Cosmic evolution is a quantitative subject, whereas big history typically is not; this is because cosmic evolution is practiced mostly by natural scientists, while big history by social scholars. These two subjects, closely allied and overlapping, benefit from each other; cosmic evolutionists tend to treat universal history linearly, thus humankind enters their story only at the most very recent times, whereas big historians tend to stress humanity and its many cultural achievements, granting human beings a larger part of their story. One can compare and contrast these different emphases by watching two short movies portraying the Big-Bang-to-humankind narrative, one animating time linearly, and the other capturing time (actually look-back time) logarithmically; in the former, humans enter this 14-minute movie in the last second, while in the latter we appear much earlier—yet both are correct.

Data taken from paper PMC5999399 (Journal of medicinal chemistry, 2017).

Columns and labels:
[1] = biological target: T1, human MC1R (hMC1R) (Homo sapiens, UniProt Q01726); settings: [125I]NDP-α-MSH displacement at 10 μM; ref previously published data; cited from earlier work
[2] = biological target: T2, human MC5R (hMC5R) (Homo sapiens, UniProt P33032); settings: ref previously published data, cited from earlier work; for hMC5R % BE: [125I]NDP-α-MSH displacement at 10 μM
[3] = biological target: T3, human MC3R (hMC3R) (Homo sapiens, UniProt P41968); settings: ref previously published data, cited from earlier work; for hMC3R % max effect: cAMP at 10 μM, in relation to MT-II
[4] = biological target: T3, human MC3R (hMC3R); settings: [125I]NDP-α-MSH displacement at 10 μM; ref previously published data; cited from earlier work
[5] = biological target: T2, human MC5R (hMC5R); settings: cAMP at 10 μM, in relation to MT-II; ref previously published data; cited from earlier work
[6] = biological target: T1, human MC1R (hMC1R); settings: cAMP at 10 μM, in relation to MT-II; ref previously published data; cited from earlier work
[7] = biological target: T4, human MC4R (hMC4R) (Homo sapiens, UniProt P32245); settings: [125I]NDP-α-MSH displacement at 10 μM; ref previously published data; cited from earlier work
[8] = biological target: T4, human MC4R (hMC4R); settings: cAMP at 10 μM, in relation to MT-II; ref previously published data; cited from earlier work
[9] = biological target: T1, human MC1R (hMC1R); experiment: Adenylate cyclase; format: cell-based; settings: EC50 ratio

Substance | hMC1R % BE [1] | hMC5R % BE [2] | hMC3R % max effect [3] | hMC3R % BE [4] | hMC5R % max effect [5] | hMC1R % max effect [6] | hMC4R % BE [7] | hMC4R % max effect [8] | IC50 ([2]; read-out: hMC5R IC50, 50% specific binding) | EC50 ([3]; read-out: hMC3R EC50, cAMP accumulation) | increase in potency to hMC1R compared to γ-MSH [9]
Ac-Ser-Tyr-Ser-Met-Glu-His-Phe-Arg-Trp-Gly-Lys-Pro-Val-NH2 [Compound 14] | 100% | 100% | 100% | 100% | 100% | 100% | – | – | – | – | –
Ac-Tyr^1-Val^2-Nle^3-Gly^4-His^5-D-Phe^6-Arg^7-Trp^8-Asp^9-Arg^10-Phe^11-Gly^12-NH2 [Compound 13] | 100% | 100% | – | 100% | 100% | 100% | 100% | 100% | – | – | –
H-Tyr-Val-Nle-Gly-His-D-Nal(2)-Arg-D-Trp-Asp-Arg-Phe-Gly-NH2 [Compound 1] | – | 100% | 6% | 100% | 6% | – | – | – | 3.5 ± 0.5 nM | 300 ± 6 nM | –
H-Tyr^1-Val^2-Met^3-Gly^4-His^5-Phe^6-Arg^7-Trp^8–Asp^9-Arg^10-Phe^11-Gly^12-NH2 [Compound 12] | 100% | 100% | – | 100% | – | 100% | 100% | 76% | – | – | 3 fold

These different treatments of time over ~14 billion years, each with different emphases on historical content, are further clarified by noting that some cosmic evolutionists divide the whole narrative into three phases and seven epochs:
This contrasts with the approach used by some big historians who divide the narrative into many more thresholds, as noted in the discussion at the end of this section below. Yet another telling of the Big-Bang-to-humankind story is one that emphasizes the earlier universe, particularly the growth of particles, galaxies, and large-scale cosmic structure, such as in physical cosmology.